The BBC reports that the bank, HSBC, has made a u-turn on its plans to charge UK students interest on their loans when they graduate. HSBC had planned to introduce a 9.9% interest rate on overdrafts for students graduating this summer (up from its previous rate of 0.0%).
When HSBC first made its announcement, students and the NUS (the National Union of Students) protested that the loans had been taken out by people who had joined the HSBC bank believing that there student-type interest free loans would tide them over between graduating and getting a full-time job, and they mounted a campaign to change HSBC’s mind. But the protest was going nowhere.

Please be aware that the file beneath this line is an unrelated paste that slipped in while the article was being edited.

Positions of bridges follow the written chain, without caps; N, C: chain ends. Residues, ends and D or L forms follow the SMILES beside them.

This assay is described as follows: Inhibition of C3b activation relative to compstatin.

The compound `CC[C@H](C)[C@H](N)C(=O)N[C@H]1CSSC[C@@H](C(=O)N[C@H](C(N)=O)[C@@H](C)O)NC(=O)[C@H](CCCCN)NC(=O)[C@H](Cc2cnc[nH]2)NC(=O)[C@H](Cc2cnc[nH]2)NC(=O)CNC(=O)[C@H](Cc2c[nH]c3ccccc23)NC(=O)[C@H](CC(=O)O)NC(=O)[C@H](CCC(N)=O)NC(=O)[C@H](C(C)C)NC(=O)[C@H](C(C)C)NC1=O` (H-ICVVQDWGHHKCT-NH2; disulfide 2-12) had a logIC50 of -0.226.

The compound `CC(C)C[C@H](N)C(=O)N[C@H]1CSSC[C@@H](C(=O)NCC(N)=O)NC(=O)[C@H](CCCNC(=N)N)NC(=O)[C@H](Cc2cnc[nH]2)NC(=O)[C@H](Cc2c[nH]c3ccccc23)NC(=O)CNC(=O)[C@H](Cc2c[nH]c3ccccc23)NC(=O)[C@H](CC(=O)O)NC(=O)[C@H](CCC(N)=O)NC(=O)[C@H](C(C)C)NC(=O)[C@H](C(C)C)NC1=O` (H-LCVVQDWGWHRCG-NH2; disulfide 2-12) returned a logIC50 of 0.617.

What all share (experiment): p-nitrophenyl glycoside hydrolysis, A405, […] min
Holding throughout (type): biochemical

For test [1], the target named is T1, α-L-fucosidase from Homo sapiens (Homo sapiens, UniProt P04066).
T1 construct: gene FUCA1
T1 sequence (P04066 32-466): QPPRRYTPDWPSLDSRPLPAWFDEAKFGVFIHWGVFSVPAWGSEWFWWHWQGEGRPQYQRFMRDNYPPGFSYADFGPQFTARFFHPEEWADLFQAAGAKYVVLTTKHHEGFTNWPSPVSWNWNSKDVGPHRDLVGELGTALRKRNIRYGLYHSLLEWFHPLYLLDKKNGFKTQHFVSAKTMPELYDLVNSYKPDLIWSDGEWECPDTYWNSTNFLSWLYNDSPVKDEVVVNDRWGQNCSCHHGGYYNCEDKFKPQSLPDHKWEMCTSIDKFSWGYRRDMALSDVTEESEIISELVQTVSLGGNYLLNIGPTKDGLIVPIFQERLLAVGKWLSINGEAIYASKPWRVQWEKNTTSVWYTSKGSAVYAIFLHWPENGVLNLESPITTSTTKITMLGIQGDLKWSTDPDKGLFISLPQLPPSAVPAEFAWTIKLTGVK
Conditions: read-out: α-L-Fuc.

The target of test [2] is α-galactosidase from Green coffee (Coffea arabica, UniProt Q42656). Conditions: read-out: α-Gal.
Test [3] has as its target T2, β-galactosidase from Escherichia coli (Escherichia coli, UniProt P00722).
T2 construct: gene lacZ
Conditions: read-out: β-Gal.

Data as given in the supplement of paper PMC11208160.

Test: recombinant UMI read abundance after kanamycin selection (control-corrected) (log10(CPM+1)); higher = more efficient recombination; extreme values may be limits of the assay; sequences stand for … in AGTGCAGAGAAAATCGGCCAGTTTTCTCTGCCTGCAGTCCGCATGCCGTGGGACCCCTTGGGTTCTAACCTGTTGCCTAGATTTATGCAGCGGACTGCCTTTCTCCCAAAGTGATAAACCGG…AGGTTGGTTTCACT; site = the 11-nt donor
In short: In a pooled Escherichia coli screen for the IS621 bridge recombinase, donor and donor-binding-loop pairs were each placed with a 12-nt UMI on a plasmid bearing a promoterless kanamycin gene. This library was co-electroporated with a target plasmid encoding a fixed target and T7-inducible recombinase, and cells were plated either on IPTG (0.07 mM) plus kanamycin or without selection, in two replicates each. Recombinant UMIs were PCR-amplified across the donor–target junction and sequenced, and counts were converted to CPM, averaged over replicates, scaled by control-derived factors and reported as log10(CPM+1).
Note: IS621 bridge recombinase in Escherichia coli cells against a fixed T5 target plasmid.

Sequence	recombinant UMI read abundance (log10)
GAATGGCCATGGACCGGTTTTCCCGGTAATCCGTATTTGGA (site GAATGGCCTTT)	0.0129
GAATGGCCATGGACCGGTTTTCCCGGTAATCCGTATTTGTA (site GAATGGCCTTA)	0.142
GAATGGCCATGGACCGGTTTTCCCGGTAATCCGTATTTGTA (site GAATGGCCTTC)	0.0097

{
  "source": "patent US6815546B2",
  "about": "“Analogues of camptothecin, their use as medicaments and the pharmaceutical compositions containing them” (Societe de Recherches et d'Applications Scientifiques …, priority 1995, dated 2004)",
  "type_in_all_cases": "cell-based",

Enter FaceBook and a number of groups urging a boycott of HSBC. One group “Stop the Great HSBC Graduate Rip-Off!!!Global” has over 5000 members.
To HSBC’s credit, once they saw the way the wind was shifting they moved quickly. The bank has scrapped its plans for interest rates on graduate loans of up to £1500 and says “It is not too big to listen”.
If HSBC really learns the Web 2.0 lesson it could be a very valuable lesson.